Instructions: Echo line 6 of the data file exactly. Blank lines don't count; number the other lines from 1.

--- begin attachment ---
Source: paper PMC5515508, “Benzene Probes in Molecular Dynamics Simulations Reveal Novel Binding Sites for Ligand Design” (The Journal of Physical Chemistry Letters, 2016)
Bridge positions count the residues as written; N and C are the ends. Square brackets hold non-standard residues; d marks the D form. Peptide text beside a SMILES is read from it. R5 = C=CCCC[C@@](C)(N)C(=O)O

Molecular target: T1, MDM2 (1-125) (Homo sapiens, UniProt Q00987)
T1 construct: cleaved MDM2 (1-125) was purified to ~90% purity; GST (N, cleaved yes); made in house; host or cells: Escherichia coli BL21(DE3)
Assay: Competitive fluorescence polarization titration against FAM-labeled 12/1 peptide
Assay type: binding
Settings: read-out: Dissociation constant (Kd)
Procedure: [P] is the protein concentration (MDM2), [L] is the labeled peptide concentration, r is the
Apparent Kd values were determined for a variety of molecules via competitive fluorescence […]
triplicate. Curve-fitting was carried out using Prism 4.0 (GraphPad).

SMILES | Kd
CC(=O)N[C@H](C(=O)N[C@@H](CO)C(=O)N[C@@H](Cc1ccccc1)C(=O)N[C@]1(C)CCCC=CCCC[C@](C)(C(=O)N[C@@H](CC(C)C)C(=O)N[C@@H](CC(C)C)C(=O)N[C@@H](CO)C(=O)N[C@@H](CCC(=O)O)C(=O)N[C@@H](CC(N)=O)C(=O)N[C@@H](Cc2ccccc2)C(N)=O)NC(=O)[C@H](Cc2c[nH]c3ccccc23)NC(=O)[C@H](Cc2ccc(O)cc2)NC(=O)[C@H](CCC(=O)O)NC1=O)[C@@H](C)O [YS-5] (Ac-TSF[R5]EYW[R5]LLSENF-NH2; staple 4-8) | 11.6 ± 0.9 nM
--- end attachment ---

Assay type: binding